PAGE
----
Members states of the European Union (EU) will have to reduce the amount of plastic bags consumed by 80% by 2019, according to a draft amendment to the Packaging and Packaging Waste Directive backed by the European Committee on the Environment, Public Health and Food Safety (ENVI).
Under the draft amendment (first proposed in November 2013), which aims to reduce the amount of plastic bags littered, member states will be required to reduce consumption of “the most common and polluting plastic bags” by at least 50% by 2017 and by 80% by 2019.
The law will relate to lightweight plastic bags with a thickness below 50 microns, which reportedly represent the majority of plastic bags currently used in the EU.
MEPs recommend member states achieve this reduction in consumption through economic instruments such as taxes and levies, marketing restrictions or bans (such as that already in place in Wales).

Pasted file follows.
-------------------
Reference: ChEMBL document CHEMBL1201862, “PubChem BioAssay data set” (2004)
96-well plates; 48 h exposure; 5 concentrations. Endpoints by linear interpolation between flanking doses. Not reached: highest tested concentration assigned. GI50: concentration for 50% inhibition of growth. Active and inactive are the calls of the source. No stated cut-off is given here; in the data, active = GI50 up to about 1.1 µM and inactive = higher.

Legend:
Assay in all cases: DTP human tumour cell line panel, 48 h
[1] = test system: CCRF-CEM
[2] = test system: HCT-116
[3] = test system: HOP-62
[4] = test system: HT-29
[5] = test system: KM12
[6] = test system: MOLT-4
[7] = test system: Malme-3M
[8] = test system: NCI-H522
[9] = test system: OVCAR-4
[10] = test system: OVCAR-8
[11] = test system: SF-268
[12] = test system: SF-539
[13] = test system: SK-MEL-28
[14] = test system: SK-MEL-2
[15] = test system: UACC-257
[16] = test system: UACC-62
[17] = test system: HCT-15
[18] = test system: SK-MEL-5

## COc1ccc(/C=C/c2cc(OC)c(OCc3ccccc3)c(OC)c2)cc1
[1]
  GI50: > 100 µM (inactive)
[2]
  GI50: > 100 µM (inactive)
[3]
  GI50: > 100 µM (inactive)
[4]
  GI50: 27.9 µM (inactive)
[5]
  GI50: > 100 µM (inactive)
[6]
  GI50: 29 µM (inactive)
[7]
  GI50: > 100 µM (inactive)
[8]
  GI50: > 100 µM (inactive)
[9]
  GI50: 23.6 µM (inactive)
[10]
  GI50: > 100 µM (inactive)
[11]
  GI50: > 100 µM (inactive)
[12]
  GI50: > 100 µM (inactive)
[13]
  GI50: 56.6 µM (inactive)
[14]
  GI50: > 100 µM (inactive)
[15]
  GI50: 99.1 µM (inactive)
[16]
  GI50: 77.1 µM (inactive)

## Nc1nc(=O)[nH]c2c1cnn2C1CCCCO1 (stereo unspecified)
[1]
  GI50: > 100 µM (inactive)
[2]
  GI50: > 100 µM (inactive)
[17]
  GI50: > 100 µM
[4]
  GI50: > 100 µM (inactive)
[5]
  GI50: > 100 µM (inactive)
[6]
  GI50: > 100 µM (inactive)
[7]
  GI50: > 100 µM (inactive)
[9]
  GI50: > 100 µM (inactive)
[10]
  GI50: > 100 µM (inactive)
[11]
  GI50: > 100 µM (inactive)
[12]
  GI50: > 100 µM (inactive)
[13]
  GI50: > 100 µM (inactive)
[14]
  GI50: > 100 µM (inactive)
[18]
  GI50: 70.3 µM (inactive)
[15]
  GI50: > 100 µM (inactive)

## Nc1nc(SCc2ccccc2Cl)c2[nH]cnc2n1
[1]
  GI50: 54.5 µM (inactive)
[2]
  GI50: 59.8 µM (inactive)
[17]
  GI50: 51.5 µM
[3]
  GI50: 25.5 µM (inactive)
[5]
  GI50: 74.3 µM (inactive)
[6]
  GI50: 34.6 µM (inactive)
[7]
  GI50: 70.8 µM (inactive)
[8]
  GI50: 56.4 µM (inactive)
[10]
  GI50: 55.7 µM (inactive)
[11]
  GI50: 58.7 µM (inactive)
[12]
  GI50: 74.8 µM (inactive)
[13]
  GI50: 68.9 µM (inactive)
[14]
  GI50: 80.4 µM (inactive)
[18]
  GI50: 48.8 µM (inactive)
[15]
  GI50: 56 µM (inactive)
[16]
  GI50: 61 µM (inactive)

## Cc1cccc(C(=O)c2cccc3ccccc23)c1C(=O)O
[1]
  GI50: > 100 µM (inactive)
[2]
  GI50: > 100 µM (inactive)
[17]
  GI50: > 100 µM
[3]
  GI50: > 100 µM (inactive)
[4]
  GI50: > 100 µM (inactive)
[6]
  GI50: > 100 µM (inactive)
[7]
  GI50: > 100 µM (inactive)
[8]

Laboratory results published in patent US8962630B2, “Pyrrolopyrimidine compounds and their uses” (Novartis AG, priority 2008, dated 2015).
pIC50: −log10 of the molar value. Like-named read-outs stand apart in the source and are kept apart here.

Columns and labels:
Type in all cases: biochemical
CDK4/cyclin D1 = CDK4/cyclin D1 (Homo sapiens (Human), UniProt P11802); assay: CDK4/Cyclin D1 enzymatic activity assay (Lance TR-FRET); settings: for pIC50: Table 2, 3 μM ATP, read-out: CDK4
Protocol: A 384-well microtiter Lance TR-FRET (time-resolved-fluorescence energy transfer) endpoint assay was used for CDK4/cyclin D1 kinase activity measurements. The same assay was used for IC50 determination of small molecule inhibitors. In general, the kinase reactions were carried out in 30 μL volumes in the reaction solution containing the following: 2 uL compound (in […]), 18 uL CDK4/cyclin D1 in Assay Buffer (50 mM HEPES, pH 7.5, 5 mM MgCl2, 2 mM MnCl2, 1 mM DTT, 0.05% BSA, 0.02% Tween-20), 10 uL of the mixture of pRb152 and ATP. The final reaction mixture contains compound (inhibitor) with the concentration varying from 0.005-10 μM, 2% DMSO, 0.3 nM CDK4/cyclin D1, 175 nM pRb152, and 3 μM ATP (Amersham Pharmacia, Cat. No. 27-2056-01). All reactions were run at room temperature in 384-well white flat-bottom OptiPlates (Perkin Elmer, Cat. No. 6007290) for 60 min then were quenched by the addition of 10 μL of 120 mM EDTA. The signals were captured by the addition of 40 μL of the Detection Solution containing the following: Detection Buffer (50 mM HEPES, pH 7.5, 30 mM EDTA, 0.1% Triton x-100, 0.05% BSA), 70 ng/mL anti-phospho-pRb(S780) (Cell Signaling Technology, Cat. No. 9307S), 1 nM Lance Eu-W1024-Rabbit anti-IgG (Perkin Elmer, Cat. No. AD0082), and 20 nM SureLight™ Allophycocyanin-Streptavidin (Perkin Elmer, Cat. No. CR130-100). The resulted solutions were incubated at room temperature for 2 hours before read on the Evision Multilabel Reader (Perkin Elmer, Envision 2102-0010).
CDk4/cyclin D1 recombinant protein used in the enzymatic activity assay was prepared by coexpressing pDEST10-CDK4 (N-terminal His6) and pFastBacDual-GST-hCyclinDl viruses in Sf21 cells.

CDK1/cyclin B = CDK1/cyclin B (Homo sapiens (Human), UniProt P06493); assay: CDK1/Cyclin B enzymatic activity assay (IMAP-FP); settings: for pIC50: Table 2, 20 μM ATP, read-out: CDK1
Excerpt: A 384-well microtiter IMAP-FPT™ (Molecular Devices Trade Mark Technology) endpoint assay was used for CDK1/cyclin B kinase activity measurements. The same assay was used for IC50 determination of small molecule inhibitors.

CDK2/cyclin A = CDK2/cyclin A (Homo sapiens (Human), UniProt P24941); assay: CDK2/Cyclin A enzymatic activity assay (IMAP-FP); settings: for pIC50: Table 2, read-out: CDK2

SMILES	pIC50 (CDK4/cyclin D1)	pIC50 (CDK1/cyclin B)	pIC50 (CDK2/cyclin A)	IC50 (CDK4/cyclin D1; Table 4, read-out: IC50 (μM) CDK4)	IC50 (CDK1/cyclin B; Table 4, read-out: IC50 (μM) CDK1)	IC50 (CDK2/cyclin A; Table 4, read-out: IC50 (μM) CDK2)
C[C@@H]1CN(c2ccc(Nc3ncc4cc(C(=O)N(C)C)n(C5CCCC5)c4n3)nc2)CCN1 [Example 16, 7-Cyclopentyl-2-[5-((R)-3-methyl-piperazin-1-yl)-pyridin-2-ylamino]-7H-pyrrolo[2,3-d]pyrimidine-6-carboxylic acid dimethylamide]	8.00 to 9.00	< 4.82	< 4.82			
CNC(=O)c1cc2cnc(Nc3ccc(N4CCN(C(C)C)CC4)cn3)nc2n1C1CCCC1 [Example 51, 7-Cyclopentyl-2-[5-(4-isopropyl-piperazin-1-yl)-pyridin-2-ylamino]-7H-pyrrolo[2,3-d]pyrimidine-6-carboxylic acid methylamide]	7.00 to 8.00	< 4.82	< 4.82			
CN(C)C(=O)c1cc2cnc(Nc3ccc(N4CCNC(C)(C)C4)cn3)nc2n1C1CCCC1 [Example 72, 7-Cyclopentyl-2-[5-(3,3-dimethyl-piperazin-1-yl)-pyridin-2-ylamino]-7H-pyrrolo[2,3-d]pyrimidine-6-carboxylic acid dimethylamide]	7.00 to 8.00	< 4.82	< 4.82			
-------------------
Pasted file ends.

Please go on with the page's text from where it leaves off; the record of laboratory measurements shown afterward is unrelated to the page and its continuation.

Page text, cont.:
The legislation will also require that any lightweight bags used to protect food (such as loose fruits, vegetables and confectionery) will need to be made of recycled paper or biodegradable and compostable material by 2019.
Further, it has been proposed that legislation for compostable packaging should be amended so as to “ensure a European standard for garden composting is developed” and the law regarding biodegradable packaging is changed so that only materials which are fully biodegraded are considered to be biodegradable.
The draft law is based on a report written by Green MEP Margrete Auken (who is also the rapporteur for the draft law), and was approved by 44 votes to 10 (with six abstentions).
Auken said: “MEPs have voted for EU legislation that would deliver a significant and swift reduction in single-use plastic bags. As front-running countries in the EU and beyond have demonstrated, dramatically reducing the consumption of these plastic bags is easily achievable with a coherent policy.
“MEPs also supported provisions to ensure mandatory pricing of plastic bags in the food sector, as well as a strong recommendation to do so in the non-food sector, too. Putting a price on single-use bags is a proven and highly effective policy tool for reducing their excessive consumption.”
The text will be put to a vote at the 14-17 April plenary session in Strasbourg.